My thanks go out to Grant Klopper from The Guardian. Last week, he validated a change I made to the Play! Framework back in December. After upgrading from Play! 2.2 to 2.3, Grant noticed dramatic changes in response times and memory – both for the better. The changes were so awesome that Grant was able to shut down 2/3 of the servers running that app. A conversation on Twitter followed with James Roper, a lead developer at Typesafe, wherein the root cause for the improvements was discovered – my template fixes. A subsequent blog post from Typesafe was released about the story, thanking the contributors and soliciting further enhancements to their code base.
|Response time of The Guardian website during upgrade to Play 2.3.
Copied from Grant’s Tweet about response times mentioned above.
Without bragging about my awesomeness, I wanted to explain how I found and fixed fix the issue and then share some benchmarks of my own. Perhaps in this way, I can also solicit enhancements to the Play! framework, which has been a tremendous help in building state-of-the-art applications on the web.
Meet the Issues
Originally, I found the problem out of necessity. As Lucidchart and Lucidpress move to a more services oriented architecture, a user service was released. One API call allows one to retrieve all the users on an account. Some of our accounts are rather large, reaching into the tens and hundreds of thousands of users. Every time this endpoint was called for one of our large accounts, the associated servers would strain on CPU and memory – response times and customers both suffered for it.
Another issue with templating could be caused with just a single item, though that item had to be very large. We found this issue in our cache and pdf generation services. We had been aware of this one for quite some time, but were willing to ignore it because those particular services had some tolerance on response times.
These two issues were the focus of my investigation to make Play! templates faster. Long story short, my bug was not a focus for the Play! team, they were working on some other important things, so they recommended I work on it. So I did.
Let me jump to the end, the results. If you haven’t already, I recommend taking a look at the graphs posted by Grant (at the top of this post). I do have response time stats from the benchmarking on my local machine, but I didn’t keep the statistics from releasing to production. His are a better representation of a production system than what I will post here.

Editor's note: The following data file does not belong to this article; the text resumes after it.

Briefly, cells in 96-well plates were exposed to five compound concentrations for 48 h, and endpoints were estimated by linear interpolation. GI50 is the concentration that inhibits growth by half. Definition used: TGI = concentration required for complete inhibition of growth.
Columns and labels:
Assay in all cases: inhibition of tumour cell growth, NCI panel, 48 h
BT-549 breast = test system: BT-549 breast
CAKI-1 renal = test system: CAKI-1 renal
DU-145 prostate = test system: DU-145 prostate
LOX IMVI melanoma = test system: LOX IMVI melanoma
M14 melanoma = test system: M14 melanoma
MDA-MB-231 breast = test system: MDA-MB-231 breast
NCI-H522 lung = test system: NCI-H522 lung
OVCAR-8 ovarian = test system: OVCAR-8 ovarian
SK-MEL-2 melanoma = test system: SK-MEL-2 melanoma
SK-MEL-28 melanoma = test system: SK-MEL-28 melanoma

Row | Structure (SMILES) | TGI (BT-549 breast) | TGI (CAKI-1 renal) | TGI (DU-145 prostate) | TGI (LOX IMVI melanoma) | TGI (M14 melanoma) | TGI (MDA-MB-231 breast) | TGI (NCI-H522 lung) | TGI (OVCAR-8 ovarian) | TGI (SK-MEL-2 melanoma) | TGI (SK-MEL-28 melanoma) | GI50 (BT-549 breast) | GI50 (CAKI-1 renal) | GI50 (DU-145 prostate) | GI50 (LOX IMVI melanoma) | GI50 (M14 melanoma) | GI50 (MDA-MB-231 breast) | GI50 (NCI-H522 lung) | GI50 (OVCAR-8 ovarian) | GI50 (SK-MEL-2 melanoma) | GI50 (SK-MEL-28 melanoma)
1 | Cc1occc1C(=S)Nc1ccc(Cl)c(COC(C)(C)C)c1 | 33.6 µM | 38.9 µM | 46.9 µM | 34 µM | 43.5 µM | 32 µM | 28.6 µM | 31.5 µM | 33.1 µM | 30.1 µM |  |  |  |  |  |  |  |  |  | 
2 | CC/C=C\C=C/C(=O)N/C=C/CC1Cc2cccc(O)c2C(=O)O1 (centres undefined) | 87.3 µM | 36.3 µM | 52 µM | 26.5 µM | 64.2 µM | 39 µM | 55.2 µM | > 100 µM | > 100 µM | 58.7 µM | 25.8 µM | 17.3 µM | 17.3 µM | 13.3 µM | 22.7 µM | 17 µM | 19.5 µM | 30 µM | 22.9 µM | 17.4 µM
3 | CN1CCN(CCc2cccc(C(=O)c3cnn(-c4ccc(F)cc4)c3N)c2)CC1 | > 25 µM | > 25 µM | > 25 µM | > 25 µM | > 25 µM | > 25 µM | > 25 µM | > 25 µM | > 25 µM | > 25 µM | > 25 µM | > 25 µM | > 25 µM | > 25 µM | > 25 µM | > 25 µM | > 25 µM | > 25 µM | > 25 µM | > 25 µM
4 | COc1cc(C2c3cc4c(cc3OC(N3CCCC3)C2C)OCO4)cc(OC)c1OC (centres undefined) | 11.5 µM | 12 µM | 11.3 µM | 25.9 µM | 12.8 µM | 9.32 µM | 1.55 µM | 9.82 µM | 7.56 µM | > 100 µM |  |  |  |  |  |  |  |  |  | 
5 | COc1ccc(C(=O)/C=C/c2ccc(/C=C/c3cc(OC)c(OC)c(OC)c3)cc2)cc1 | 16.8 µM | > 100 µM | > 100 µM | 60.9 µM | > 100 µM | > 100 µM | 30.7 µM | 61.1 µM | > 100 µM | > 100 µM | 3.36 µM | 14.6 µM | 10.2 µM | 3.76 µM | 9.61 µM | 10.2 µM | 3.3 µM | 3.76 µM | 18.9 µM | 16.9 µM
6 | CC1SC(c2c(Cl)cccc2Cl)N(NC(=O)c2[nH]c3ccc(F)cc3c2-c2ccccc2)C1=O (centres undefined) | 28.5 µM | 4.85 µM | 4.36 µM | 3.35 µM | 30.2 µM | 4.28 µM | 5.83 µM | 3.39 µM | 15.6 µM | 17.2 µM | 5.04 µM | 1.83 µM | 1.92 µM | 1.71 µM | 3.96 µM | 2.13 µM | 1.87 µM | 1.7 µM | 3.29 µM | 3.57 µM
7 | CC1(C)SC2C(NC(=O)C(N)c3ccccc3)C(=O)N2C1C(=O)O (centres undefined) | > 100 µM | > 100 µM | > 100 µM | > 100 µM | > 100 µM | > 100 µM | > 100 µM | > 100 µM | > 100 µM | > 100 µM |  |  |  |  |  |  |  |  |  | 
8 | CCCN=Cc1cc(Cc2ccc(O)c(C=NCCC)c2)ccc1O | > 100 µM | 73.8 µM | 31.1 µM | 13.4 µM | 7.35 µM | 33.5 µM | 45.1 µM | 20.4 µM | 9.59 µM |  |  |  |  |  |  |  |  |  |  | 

The benchmark project is on Github. To benchmark, use the same code for different versions of the Play! framework. The following graphs were created using the same machine with these properties:
- Lenovo ThinkPad W520
- SSD drive
- 12GB RAM
- No other programs running
- Using `play stage` and then `./target/start` instead of the `play run` command
This second graph is time to compute an XML response with many small items. Improvement speed ranges from 50% to 90%.
My pull request details the nitty gritty. To boil it down, there were a couple issues:
- Every template creates a StringBuilder to render content. This doesn’t sound too bad until you start nesting templates. Every layout template, helper function, and some loops would create new templates. To render the top template (the one for the HTTP response), tens and hundreds of StringBuilders would be created, and they would all copy the same data.
The solution here was to create a single StringBuilder at the top level, and then pass it down to all children elements for rendering. This eliminated both the memory requirements and the terrible performance of copying megabytes of data.
- Many empty Seq[Any] objects were being created for no good reason. The template compiler, when it found a block of non-Scala content in a template, would create a Seq with just a single element – the string of content. The Seq would be passed to _display_, which would unwrap the Seq and call _display_ on each element.
By modifying the template compiler to insert _display_(“<content>”) instead of an sequence of the same content, we saved the instantiation of the Seq, as well as the unneeded function call to _display_.
- Overloading the _display_ function to speed up the processing of rendered content
- Specify the ’empty’ element inside each format (HTML, XML, etc)
- Build the tree structure of content from Seq using a subtree instead of appending to another Seq
Originally posted by Matthew Barlocker on nineofclouds.blogspot.com. Reposted with permission.